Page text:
An Old Captivity – Nevil Shute

This is such an unusual book, a mixture of exploration of the far north, the minutiae of flying a seaplane & a possible reincarnation experience reaching back to the Vikings & the time of the Icelandic sagas.

An Old Captivity (cover picture from here) is the story of an archaeological expedition to Greenland. Pilot Donald Ross has spent time flying seaplanes in the far north of Canada. When he returns to England, he is offered a job flying a seaplane on a survey commissioned by Oxford don, Professor Lockwood. Lockwood’s industrialist brother finances the expedition & Ross, once approved by the Lockwoods, is given carte blanche to order a plane & organize everything they’ll need. He sees this job as a great opportunity, a stepping stone to more lucrative work. Professor Lockwood’s prickly daughter Alix, is not so impressed with Ross. She suspects him of inflating the cost of the expedition & taking advantage of her unworldly father’s enthusiasm for surveying the remote location. Ross is equally unimpressed with Alix & is disconcerted when Lockwood announces that his daughter will be accompanying them on the trip. A photographer, Jameson, will meet them at Greenland but, until then, Ross has to do all the work involved with flying & maintaining the plane.

The Lockwoods soon realise just how much work Ross has to do & regret that they hadn’t insisted on an engineer taking Alix’s place. The testy relationship between Ross & Alix gradually thaws as she begins to appreciate Ross’s abilities & begins to help him as much as she can. After adventures including an unexpected night at a native settlement, they reach the town from which they’ll set off on the survey to discover that Jameson has a broken leg & can’t make the trip. Ross & Alix quickly learn to operate the camera & take the survey photographs.

Ross is a conscientious & methodical man. His constant worry about the work he has to do & the responsibility of the plane interfere with his sleep. He’s given a bottle of sleeping tablets by a chemist in Reykjavik & he soon finds he can’t sleep comfortably without them. On reaching the settlement in Greenland, they make camp at a location where earlier settlements had long since vanished. Their native workmen refuse to sleep at the camp & move to another place a mile away. All they will say is that they’re afraid to sleep where the old people once lived. The survey work goes well, the weather is in their favour & Ross & Alix become closer as Ross realizes that he’s fallen in love.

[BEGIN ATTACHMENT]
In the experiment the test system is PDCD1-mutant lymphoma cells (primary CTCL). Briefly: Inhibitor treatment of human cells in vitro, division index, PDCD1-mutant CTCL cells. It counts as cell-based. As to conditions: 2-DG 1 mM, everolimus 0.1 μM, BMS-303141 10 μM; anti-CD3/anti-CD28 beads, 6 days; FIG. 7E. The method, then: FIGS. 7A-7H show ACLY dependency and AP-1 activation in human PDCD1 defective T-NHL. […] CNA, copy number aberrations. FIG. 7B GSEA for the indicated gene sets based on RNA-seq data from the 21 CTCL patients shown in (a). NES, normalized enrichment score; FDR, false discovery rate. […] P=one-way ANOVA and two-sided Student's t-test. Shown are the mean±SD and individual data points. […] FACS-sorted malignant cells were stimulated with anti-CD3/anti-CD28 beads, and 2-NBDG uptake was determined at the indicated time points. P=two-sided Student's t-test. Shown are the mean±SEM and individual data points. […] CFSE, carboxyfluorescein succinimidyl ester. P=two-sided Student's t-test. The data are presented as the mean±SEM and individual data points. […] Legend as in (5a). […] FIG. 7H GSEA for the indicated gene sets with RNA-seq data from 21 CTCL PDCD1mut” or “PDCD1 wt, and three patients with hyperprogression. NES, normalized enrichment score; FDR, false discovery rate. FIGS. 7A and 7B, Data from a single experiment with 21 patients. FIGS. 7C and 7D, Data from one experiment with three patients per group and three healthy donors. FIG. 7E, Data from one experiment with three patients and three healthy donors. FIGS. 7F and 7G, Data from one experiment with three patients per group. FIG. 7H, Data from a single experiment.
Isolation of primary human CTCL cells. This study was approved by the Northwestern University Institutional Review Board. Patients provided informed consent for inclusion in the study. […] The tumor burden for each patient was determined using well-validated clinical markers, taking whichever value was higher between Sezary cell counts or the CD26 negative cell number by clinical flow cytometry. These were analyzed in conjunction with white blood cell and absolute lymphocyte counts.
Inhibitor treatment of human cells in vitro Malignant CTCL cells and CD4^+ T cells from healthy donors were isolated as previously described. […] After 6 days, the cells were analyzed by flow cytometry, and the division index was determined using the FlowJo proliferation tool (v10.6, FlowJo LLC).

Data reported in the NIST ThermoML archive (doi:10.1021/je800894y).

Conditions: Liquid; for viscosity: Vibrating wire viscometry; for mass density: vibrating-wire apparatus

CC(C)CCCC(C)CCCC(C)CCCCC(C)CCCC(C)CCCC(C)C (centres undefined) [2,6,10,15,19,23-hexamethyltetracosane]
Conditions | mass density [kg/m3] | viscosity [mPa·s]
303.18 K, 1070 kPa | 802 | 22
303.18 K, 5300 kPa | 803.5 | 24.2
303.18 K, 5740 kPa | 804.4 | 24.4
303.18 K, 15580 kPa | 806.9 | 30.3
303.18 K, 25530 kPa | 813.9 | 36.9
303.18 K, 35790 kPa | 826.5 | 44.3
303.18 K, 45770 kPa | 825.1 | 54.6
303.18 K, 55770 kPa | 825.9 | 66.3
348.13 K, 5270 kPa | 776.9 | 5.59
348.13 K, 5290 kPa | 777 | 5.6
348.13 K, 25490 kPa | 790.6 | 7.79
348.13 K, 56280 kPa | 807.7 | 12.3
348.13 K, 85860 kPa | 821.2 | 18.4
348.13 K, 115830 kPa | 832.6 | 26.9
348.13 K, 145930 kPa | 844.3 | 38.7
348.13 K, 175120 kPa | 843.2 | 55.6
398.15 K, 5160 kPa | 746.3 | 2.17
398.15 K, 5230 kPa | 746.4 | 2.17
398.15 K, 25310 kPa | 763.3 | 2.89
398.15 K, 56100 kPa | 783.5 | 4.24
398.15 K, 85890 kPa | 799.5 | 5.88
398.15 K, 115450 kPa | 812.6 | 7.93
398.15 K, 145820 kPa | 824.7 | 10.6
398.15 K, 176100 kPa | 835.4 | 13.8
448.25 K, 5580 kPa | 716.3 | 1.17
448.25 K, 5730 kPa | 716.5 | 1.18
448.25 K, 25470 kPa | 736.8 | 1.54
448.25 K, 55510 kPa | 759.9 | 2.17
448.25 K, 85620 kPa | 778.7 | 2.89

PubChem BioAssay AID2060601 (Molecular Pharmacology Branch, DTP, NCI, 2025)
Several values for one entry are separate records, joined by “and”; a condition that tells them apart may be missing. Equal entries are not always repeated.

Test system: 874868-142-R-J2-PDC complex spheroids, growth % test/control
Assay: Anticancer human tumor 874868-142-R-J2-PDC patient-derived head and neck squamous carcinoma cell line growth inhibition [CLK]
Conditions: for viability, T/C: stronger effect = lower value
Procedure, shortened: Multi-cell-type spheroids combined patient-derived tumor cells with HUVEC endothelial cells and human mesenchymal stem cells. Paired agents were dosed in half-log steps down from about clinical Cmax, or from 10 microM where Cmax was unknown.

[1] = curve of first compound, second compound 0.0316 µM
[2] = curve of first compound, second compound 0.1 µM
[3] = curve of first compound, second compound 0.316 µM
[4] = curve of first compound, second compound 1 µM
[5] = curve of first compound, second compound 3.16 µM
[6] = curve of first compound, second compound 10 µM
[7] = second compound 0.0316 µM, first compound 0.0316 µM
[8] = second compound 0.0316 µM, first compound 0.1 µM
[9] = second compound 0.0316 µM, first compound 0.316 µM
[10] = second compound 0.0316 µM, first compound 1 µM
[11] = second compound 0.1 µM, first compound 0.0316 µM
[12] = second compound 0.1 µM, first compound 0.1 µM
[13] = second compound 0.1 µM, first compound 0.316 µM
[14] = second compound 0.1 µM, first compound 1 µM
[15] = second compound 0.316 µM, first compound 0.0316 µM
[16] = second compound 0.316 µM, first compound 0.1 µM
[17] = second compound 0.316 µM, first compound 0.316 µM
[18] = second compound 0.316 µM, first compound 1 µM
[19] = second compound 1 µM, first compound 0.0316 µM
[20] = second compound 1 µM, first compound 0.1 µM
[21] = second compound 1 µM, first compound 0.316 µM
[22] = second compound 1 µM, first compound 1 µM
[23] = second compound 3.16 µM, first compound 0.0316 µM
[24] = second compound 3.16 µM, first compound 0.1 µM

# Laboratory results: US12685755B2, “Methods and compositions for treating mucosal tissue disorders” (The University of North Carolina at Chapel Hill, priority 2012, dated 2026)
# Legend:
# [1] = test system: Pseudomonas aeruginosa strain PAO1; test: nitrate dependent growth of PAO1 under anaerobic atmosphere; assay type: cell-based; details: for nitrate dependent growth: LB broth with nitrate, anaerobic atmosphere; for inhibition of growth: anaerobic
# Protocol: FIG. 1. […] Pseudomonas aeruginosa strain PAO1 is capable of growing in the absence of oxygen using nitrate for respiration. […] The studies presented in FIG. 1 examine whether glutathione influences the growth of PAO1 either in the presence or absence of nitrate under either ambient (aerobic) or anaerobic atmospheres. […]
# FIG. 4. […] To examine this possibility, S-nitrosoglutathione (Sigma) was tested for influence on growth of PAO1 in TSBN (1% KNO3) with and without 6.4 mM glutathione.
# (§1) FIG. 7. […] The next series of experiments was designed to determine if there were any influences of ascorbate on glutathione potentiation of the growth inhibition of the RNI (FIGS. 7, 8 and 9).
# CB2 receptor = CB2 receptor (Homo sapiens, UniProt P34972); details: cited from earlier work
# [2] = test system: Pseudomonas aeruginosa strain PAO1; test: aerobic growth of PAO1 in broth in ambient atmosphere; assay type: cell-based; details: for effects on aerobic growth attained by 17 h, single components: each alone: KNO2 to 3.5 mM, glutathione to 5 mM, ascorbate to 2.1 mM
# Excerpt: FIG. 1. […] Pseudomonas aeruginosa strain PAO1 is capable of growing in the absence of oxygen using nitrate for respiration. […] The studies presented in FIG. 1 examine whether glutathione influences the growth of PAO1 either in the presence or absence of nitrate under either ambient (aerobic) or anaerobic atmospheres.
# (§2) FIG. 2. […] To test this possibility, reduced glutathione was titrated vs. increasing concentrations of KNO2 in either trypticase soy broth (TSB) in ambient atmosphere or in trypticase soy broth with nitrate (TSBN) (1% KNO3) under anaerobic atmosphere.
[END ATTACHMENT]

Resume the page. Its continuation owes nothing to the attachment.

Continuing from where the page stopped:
One night, Ross falls asleep after taking three sleeping tablets & falls into a coma that lasts 36 hours. Spooked by the tales of the old people, the Lockwoods manage to move Ross to the other camp &, gradually, he regains consciousness. He tells an amazing story about a dream he’d had while he was unconscious, a dream where he was a young Scotsman, Haki, taken as a slave by Viking raiders. He becomes a member of Leif Erickson’s expedition to Greenland & then on to Vinland, the almost mythical settlement on the coast of North America. The dream is so vivid that Ross is constantly thinking of it. In the dream, he’s accompanied by a young girl, Hekia, whom he equates with Alix. On the final leg of their journey home, they cross the Atlantic to Canada & then, down the coast of Massachusetts towards New York. Ross is suddenly convinced that he’s found the place the Vikings called Wondersward &, when they land to have a look, he recognizes everything, including a place that was special to Haki & Hekia. Alix begins to wonder whether Ross’s experience was just a dream or something more uncanny.